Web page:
Since England has the highest mortality rates from respiratory diseases, how do you think this project will help combat this issue?

If the use of these technologies in children’s homes can bring down the number of times unscheduled or emergency healthcare visits for asthma treatment occur, then this is an important step in improving asthma outcomes for children.. We can then find ways to incorporate this technology as part of our everyday care of children with asthma.

Can you further explain how TEAMcare proposes to improve the life expectancy gaps of socioeconomically deprived areas in England? 

This trial will be running for 2 years, and we will be running across three boroughs within London: Southwark, Lambeth, and Tower Hamlets. We are trying to enroll 1500 children over the trial period. Alongside this, this will look at how the technologies are tolerated by patients, their parents/carers and healthcare professionals. By collecting this information we can also inform discussions with commissioning bodies should the devices be successful in improving asthma outcomes meaning they could become part of standard care more quickly.

These three boroughs are diverse communities with high levels of deprivation. Improving the outcomes for asthma in these areas is not straightforward, there are a lot of factors to consider, but embedding the trial and potential future use of these technologies within established specialist care in the community gives us a good chance of success.

The nice thing about this trial and technologies that we might be able to bring into standard care is that they are used in the home. This will allow the patients to have control over their own interventions without additional hospital visits or new medications.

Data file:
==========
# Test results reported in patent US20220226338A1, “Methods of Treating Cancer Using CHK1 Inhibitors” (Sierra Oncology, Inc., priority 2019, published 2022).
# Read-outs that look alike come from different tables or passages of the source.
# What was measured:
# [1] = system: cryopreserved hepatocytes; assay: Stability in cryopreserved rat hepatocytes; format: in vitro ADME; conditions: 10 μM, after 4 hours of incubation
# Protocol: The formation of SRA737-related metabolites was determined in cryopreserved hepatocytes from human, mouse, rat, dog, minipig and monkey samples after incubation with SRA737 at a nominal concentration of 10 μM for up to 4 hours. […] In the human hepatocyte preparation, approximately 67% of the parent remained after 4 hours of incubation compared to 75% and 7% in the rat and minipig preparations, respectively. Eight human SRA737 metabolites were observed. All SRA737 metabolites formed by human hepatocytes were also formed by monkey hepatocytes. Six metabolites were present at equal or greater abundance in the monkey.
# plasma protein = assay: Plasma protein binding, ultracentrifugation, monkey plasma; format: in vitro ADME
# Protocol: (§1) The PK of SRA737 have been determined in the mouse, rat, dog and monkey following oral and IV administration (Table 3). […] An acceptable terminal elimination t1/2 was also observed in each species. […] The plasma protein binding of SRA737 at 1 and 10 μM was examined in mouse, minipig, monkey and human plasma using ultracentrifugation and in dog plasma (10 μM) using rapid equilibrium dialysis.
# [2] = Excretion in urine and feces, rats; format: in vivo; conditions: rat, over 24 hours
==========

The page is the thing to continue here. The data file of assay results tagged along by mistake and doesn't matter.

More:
By doing this trial in areas with significant levels of deprivation, we can be reassured that if the technologies are successful in improving asthma outcomes, these interventions work for some of the children that need them most.

Do you believe that enhanced remote asthma monitoring in children and young people results in fewer asthma attacks?

We don’t know yet, but these are devices that are already on the market and have been shown to work in other populations. From the work that has been done before, we have reason to believe that it will make a difference, we just need to make sure they make a big enough difference that it’s worth using them more widely.

Why do you think it so important for children and young people to be included in this project and how will it help them throughout their lifespan?

The age of children in this study is 6-16 years, so many children, especially on the older end of this spectrum, will be starting to take control of their own health and asthma. With the technologies in this trial, they have something that they can control using their phones at home and giving them a sense of control is a positive thing and might also help improve asthma outcomes. Additionally, participating in research for children can be an empowering experience. It shows them that we care about their health and we care about their opinions, and we want children and young people to feel important and listened to.